• October 30, 2013 at 12:06 pm
        jw says:
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        I’m keeping my agent. I’ll probably cry when he retires.

  • October 28, 2013 at 3:15 pm
    Scott says:
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    I’m carbon-dating myself here, but remember how well the industry functioned before all the consultants came in? These guys – mostly non-insurance people – come in, look for redundancies on a high level view, then get their million before moving on to ruin another company and well before they see the negative results.

    If carriers would start suing to get their money back when these “implemented studies” fail, these guys would go away.

    • February 13, 2014 at 10:16 am
      Agent says:
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      Scott, if you ever see a bean counter elected to be a CEO of an Insurance company, the company you know and liked is not for long. They are there to ready the company for sale. They start by getting rid of a bunch of people in mid management, department heads, underwriting and go from there. Need and example? Try Safeco about 5 or 6 years ago. Eventually, they were sold to Liberty Mutual who turned everything upside down. They are just now able to get their act together and became a Personal Lines only company.

  • October 28, 2013 at 4:08 pm
    Paul says:
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    McKinsey has been dogging us for decades. We’re still here. They probably pull out the same tiresome “study’ and regurgitate it to update the lingo. If IAs do go the way of the dino, then it’s due to the ineptitude of the IA carriers, the majority of which since my thirty years in the business, 50% or more have been merged, acquired or have gone out of business – some more than once.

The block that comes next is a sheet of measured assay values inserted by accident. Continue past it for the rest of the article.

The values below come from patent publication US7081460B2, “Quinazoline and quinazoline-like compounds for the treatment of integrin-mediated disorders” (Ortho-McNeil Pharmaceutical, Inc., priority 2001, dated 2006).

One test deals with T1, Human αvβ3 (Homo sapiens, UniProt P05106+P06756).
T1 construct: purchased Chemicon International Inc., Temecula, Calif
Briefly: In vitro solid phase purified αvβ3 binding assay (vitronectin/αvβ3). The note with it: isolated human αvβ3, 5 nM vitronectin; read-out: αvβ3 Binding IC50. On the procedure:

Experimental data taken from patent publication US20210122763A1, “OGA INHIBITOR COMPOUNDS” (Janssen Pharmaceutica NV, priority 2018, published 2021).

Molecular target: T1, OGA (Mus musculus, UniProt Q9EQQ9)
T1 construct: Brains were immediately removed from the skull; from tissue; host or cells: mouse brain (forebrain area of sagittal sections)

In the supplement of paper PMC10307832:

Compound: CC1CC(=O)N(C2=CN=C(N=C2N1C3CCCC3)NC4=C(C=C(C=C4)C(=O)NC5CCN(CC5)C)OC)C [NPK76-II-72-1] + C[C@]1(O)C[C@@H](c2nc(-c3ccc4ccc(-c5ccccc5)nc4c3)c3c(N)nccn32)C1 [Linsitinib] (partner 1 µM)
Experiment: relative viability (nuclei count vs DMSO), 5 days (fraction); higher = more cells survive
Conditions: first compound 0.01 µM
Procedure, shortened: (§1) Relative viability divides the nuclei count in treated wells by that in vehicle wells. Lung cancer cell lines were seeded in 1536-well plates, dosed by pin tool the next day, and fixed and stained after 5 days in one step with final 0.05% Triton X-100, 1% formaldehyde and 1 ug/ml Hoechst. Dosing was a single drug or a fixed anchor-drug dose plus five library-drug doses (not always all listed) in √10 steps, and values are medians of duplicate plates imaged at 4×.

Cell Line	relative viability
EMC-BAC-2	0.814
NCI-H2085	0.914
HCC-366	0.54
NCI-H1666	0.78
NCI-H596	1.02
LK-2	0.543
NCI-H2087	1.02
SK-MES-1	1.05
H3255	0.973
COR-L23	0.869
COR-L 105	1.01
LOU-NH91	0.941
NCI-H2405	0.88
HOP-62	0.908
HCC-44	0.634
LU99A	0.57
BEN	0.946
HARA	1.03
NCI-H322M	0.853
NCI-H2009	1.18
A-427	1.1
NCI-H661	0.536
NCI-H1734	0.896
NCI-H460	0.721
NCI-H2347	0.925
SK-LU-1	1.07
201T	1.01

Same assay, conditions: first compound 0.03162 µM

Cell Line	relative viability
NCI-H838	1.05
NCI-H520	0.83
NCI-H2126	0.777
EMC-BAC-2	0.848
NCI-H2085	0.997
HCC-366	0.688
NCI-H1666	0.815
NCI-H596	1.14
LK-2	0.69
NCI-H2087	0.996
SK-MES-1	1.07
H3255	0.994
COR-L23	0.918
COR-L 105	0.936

• October 28, 2013 at 6:36 pm
    Wondering says:
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    Just how many of the good folks at McKinsey use an Independent Agent v. online v. direct writer? That might be the most telling report of all.

  • October 29, 2013 at 8:05 am
    JImj Masiello says:
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    Interesting article and on the money. As CEO of SIAA, I would like to provide the Big I with more accurate information.
    In the article it was quoted that; “If independent agencies are dying, how is it that between 2010 and 2012 there were more than 1,000 new ones started, increasing the total from 37,500 to 38,500?”
    Since 2010, SIAA and its Master AGencies have created 1115 brand new Independent Insurance Agencies, mostly from the ranks of Captive and Direct writing agents. I would hope the Big I is also trying to create more Independent Insurance Agencies rather than setting up brokerages to compete with existing independent insurance agencies- the same ones that pay dues to the Big I.

  • October 29, 2013 at 11:30 am
    Agent says:
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    For sure, there have been a lot of mergers and consolidations among the agency ranks. The smaller mom and pops are going out except in the most rural areas. However, many are joining ranks with larger agents who have better resources, markets and manpower to compete. Our agency took in a smaller sole proprietor agent 4 years ago and we not only grew with the added volume, but the smaller agent is happier because he can concentrate on sales and as a result is doing better. We also have a better chance at contingency with several markets.

  • February 13, 2014 at 2:34 am
    JR says: